Biography George Peele
- Time Period1556 - 1596
The official date of Peeles birth is unknown, but is theoretically placed at around 1558. In 1565 he was a free scholar at the Christs Hospital, a grammar school, of which his father James Peele, a maker of pageants, was a clerk, before later carrying on his education to Oxford in 1571. He was a student first at Broadgates Hall (now Pembroke College), and later at Christ Church, whence he graduate B.A. in 1577, and M.A. in 1579.
From the University, where he had already achieved some reputation as a poet, he went to London and apparently begun the series of irregularities that wrecked his career, for in the same year the governors of Christ's Hospital forced his father to turn him out of the precincts of the hospital.
When he returned to Oxford on business in 1583, two years after his departure for London, he was called upon to manage the performance of two Latin plays by William Gager for the entertainment of Alasco, a Polish prince, and in two sets of Latin elegiacs Gager commended Peele as wit and poet.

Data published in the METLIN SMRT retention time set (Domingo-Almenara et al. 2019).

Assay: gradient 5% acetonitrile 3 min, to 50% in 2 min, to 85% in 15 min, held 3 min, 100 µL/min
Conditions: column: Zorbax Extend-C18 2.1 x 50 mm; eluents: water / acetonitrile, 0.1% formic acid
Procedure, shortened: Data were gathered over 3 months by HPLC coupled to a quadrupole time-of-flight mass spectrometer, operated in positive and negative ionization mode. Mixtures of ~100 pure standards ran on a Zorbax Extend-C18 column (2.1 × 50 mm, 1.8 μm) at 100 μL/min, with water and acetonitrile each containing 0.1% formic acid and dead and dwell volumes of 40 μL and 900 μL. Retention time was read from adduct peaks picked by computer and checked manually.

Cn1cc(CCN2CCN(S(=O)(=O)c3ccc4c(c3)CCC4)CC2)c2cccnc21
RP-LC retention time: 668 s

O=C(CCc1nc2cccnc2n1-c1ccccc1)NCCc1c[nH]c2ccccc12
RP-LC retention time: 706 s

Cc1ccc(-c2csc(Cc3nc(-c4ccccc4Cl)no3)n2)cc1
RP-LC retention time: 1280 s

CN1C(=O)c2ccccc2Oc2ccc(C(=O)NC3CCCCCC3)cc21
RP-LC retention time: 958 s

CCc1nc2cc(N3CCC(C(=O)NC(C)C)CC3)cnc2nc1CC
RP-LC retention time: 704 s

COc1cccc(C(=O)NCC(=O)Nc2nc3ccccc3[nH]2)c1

His wife, whom he had married by 1583, brought him some property, which he soon dissipated. The rest of his life was apparently spent in literary work in London among such friends as Greene, Lodge, Nashe, and Watson. Like other convivial spirits among the literary men of the time, Peele seems to have been given to excesses. These probably hastened his end, and were no doubt responsible for the ascription to him of a series of escapades and sayings, chiefly fabulous in all likelihood, which furnished material for the Jests of George Peele, published about 1605. He seems to have been an actor as well as a playwright. Meres mentions him in Palladis Tamia (1598) as dead. Some sources also state he was buried in the Parish of St. James, Clerkenwell, November 9, 1596.